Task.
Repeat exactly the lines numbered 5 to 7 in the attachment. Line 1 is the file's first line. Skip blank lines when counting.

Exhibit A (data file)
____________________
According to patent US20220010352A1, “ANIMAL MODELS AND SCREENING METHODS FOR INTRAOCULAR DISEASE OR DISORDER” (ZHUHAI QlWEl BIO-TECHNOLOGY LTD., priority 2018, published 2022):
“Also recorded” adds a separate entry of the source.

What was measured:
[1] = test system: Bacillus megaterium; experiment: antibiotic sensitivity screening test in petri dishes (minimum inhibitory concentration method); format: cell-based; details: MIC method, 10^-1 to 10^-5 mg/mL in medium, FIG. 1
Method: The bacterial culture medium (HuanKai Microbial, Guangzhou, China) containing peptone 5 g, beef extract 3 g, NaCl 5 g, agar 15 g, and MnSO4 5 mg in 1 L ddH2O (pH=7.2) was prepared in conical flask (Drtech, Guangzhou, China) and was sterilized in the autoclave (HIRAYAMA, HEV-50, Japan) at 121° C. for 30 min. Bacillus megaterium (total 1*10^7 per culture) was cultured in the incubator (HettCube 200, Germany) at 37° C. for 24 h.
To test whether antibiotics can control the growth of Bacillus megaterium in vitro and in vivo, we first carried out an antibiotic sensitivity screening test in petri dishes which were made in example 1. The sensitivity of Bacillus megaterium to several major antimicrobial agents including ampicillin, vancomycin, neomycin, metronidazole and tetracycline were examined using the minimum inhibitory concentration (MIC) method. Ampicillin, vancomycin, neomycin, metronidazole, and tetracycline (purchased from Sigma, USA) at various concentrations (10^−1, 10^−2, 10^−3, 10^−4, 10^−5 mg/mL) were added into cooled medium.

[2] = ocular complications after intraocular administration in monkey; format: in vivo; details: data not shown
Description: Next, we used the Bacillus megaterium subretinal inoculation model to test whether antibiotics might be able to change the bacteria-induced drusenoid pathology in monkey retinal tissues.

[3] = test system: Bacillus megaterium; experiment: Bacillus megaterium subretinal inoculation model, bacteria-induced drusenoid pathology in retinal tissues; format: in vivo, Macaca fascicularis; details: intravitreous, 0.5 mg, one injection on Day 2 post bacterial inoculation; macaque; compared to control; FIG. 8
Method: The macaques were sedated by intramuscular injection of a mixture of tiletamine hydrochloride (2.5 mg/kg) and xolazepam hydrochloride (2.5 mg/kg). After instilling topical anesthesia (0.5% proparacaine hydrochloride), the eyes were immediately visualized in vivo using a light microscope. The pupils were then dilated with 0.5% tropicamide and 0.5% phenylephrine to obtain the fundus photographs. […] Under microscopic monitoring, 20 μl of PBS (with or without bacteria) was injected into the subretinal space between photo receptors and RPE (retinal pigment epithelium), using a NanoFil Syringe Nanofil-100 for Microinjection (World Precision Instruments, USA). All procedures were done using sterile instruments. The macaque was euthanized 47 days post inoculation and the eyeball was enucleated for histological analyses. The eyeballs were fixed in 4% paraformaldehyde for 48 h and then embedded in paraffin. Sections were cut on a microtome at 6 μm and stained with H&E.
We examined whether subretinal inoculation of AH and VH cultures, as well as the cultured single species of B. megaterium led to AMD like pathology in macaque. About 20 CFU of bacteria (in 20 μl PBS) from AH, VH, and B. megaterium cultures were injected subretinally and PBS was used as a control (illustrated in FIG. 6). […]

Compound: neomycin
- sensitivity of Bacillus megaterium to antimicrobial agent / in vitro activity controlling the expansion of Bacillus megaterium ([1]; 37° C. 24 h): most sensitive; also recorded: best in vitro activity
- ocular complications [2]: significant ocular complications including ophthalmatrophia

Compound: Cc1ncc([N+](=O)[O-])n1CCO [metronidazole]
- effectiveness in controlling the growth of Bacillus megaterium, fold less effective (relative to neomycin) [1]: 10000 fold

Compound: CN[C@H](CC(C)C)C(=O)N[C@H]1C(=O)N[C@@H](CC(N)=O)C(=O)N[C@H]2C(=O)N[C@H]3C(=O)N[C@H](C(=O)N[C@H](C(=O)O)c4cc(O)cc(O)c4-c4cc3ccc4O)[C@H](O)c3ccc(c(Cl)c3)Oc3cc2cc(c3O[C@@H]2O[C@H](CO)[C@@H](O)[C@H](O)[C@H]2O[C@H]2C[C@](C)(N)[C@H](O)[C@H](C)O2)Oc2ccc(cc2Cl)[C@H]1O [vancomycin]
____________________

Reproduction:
Method: The bacterial culture medium (HuanKai Microbial, Guangzhou, China) containing peptone 5 g, beef extract 3 g, NaCl 5 g, agar 15 g, and MnSO4 5 mg in 1 L ddH2O (pH=7.2) was prepared in conical flask (Drtech, Guangzhou, China) and was sterilized in the autoclave (HIRAYAMA, HEV-50, Japan) at 121° C. for 30 min. Bacillus megaterium (total 1*10^7 per culture) was cultured in the incubator (HettCube 200, Germany) at 37° C. for 24 h.
To test whether antibiotics can control the growth of Bacillus megaterium in vitro and in vivo, we first carried out an antibiotic sensitivity screening test in petri dishes which were made in example 1. The sensitivity of Bacillus megaterium to several major antimicrobial agents including ampicillin, vancomycin, neomycin, metronidazole and tetracycline were examined using the minimum inhibitory concentration (MIC) method. Ampicillin, vancomycin, neomycin, metronidazole, and tetracycline (purchased from Sigma, USA) at various concentrations (10^−1, 10^−2, 10^−3, 10^−4, 10^−5 mg/mL) were added into cooled medium.

[2] = ocular complications after intraocular administration in monkey; format: in vivo; details: data not shown